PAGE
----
Date of Graduation


Document Type


Degree Type



Eberly College of Arts and Sciences


Sociology and Anthropology

Committee Chair

Jennifer Steele

Committee Co-Chair

Amy Hirshman

Committee Member

Melissa Latimer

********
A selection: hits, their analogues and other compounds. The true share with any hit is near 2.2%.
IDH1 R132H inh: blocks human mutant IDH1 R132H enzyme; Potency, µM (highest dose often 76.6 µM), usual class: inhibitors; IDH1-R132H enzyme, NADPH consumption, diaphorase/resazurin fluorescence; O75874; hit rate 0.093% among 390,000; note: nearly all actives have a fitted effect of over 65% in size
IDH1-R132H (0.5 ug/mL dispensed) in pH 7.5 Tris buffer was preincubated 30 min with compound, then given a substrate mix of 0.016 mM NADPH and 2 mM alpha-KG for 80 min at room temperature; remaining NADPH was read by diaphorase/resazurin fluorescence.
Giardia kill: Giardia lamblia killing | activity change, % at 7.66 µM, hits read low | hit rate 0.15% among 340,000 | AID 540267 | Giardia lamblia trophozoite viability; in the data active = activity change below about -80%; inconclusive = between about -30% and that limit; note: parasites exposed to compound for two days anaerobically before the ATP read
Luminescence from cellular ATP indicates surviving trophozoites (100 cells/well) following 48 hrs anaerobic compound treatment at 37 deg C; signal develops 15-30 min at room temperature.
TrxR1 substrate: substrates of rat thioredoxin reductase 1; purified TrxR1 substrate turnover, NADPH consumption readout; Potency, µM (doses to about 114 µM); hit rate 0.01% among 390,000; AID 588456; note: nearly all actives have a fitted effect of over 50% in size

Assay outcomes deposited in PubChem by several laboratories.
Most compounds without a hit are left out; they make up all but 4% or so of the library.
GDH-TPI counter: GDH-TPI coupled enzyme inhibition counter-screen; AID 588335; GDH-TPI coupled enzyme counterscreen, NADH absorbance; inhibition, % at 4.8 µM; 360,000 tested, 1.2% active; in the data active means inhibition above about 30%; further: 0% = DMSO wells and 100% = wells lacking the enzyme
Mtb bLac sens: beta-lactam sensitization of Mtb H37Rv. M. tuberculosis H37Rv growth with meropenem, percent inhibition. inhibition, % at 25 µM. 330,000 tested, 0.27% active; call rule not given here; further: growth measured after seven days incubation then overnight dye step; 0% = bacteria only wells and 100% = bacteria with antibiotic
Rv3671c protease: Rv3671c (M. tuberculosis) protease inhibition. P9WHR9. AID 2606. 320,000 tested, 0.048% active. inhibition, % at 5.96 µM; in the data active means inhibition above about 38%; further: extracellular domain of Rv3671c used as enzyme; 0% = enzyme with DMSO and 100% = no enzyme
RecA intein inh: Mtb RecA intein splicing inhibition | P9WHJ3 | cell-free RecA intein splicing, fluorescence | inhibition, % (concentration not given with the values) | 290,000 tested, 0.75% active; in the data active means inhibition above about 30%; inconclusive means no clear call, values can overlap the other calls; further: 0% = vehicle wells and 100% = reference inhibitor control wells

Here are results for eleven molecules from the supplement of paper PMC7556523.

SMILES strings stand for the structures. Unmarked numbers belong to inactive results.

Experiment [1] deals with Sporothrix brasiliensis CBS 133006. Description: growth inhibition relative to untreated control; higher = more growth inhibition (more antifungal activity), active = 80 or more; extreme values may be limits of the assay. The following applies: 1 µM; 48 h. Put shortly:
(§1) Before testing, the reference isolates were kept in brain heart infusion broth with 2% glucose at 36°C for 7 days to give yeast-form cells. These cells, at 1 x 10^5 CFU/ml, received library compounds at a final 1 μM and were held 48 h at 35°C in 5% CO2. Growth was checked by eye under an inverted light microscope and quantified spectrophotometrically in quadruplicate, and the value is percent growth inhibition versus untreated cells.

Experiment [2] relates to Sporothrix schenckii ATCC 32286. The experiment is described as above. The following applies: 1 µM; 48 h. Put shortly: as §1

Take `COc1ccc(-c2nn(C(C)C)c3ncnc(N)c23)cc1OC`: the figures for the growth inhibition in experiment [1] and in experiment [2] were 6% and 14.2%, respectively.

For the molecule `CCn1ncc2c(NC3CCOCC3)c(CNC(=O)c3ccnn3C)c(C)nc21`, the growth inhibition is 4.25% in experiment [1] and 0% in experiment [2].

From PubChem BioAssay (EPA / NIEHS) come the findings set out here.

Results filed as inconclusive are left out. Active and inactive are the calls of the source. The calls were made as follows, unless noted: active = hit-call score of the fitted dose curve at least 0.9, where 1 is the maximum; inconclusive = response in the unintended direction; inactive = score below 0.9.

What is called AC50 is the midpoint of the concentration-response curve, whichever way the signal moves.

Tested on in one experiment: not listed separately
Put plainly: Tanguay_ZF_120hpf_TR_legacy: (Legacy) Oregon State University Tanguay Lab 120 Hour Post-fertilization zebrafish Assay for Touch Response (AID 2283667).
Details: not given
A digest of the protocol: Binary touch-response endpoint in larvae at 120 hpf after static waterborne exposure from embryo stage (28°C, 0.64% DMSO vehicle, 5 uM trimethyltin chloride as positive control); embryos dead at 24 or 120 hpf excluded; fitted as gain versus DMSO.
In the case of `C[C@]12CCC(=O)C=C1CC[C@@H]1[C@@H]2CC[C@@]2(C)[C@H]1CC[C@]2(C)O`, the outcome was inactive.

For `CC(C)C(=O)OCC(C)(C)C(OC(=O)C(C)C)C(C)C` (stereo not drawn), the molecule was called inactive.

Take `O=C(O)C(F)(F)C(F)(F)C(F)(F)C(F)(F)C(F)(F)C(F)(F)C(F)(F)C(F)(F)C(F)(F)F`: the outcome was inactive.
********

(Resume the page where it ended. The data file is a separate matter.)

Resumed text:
Students today are unique. They are the first generation to be "growing up digital" and are distinctly different from their baby boomer parents. As a result, this net generation does not fit well within the passive nature of the standard format of classes. One technique, employed by a growing number of faculty within the field of teaching and learning, to facilitate experiential learning is the use of simulations. One example is the simulation Star Power, which simulates the use/abuse of power, stratification, and inequality. Simulations such as Star Power can be a vital tool for teaching core sociological concepts, including social stratification and social structure by allowing students to actually experience the concepts. More specifically, Star Power provides an opportunity for students to experience social inequality and stratification in a way they may have never experienced it before. While the majority of previous studies on Star Power focus on affective responses to the simulation, this study examined both affective and cognitive responses to Star Power. The data for this study were obtained through the use of survey methodology and qualitative analysis of reflection papers. The sample for this research consisted of all students enrolled in four sections of SO101: Discovering Society at a small comprehensive college in central Pennsylvania during the 2012-2013 Academic Year and 2013 Fall Semester. Students in the course are required to participate in the Star Power simulation and a debriefing session, and then write a 3-5 page reflection paper linking their simulation experiences with class concepts. The sample sizes were 114 (pre-test), 110 (post test), and 126 (reflection papers). Analysis of data revealed 100 percent of students found Star Power worthwhile and all but two recommended it be used in future classes. In addition, six themes were identified through an analysis of reflection papers illustrating the perceived value of the simulation by students. Furthermore, five statistically significant relationships reflected changing views of the importance of coming from a wealthy family, hard work, religion, part of the country and being born a man or a woman after participation in the simulation. The findings of this research will be beneficial to inequality instructors, sociology teachers, and scholars interested in the field of teaching and learning.